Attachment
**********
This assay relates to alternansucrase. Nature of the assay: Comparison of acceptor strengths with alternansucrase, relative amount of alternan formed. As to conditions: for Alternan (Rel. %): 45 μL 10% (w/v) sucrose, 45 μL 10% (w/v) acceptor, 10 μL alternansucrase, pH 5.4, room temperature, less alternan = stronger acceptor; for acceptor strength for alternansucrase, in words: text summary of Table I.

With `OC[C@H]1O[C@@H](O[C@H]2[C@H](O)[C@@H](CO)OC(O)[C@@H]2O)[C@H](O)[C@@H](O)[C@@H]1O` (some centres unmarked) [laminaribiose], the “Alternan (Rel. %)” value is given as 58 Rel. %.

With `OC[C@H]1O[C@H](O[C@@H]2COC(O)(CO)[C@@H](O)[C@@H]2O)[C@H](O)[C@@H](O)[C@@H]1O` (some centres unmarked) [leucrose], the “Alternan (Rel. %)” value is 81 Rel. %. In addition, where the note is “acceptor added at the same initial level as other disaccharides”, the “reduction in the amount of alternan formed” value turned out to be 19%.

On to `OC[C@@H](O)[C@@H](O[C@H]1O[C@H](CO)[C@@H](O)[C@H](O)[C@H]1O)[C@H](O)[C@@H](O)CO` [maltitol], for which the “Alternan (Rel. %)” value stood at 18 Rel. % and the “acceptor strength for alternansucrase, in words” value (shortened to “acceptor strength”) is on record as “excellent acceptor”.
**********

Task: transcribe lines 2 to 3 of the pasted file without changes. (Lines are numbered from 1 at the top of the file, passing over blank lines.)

With `OC[C@H]1O[C@@H](O[C@H]2[C@H](O)[C@@H](CO)OC(O)[C@@H]2O)[C@H](O)[C@@H](O)[C@@H]1O` (some centres unmarked) [laminaribiose], the “Alternan (Rel. %)” value is given as 58 Rel. %.

With `OC[C@H]1O[C@H](O[C@@H]2COC(O)(CO)[C@@H](O)[C@@H]2O)[C@H](O)[C@@H](O)[C@@H]1O` (some centres unmarked) [leucrose], the “Alternan (Rel. %)” value is 81 Rel. %. In addition, where the note is “acceptor added at the same initial level as other disaccharides”, the “reduction in the amount of alternan formed” value turned out to be 19%.